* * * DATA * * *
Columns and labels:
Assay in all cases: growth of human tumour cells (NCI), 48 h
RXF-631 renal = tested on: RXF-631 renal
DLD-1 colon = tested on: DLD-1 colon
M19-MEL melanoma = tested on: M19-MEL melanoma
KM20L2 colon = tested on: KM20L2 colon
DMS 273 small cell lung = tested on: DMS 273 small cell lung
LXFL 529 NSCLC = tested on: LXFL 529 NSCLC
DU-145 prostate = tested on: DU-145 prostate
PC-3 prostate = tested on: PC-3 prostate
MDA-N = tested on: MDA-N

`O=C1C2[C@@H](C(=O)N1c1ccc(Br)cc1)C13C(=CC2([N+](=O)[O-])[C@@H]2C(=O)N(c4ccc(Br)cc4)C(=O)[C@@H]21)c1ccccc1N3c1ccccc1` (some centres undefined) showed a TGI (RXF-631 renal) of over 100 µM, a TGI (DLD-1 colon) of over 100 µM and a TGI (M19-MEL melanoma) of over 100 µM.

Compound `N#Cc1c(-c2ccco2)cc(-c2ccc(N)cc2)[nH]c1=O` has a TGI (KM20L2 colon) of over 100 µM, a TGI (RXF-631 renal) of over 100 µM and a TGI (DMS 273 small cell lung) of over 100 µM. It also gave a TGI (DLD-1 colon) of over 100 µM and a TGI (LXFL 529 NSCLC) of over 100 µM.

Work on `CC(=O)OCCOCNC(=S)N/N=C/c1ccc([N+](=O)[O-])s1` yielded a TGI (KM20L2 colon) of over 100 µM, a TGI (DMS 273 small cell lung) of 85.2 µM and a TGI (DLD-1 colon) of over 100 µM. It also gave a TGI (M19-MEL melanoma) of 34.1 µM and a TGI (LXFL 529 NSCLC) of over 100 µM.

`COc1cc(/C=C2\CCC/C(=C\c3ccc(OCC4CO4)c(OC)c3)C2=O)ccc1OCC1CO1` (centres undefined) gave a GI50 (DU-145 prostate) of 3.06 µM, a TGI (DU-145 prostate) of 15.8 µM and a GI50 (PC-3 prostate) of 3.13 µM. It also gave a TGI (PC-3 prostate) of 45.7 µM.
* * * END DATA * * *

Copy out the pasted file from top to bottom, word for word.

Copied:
Columns and labels:
Assay in all cases: growth of human tumour cells (NCI), 48 h
RXF-631 renal = tested on: RXF-631 renal
DLD-1 colon = tested on: DLD-1 colon
M19-MEL melanoma = tested on: M19-MEL melanoma
KM20L2 colon = tested on: KM20L2 colon
DMS 273 small cell lung = tested on: DMS 273 small cell lung
LXFL 529 NSCLC = tested on: LXFL 529 NSCLC
DU-145 prostate = tested on: DU-145 prostate
PC-3 prostate = tested on: PC-3 prostate
MDA-N = tested on: MDA-N

`O=C1C2[C@@H](C(=O)N1c1ccc(Br)cc1)C13C(=CC2([N+](=O)[O-])[C@@H]2C(=O)N(c4ccc(Br)cc4)C(=O)[C@@H]21)c1ccccc1N3c1ccccc1` (some centres undefined) showed a TGI (RXF-631 renal) of over 100 µM, a TGI (DLD-1 colon) of over 100 µM and a TGI (M19-MEL melanoma) of over 100 µM.

Compound `N#Cc1c(-c2ccco2)cc(-c2ccc(N)cc2)[nH]c1=O` has a TGI (KM20L2 colon) of over 100 µM, a TGI (RXF-631 renal) of over 100 µM and a TGI (DMS 273 small cell lung) of over 100 µM. It also gave a TGI (DLD-1 colon) of over 100 µM and a TGI (LXFL 529 NSCLC) of over 100 µM.

Work on `CC(=O)OCCOCNC(=S)N/N=C/c1ccc([N+](=O)[O-])s1` yielded a TGI (KM20L2 colon) of over 100 µM, a TGI (DMS 273 small cell lung) of 85.2 µM and a TGI (DLD-1 colon) of over 100 µM. It also gave a TGI (M19-MEL melanoma) of 34.1 µM and a TGI (LXFL 529 NSCLC) of over 100 µM.

`COc1cc(/C=C2\CCC/C(=C\c3ccc(OCC4CO4)c(OC)c3)C2=O)ccc1OCC1CO1` (centres undefined) gave a GI50 (DU-145 prostate) of 3.06 µM, a TGI (DU-145 prostate) of 15.8 µM and a GI50 (PC-3 prostate) of 3.13 µM. It also gave a TGI (PC-3 prostate) of 45.7 µM.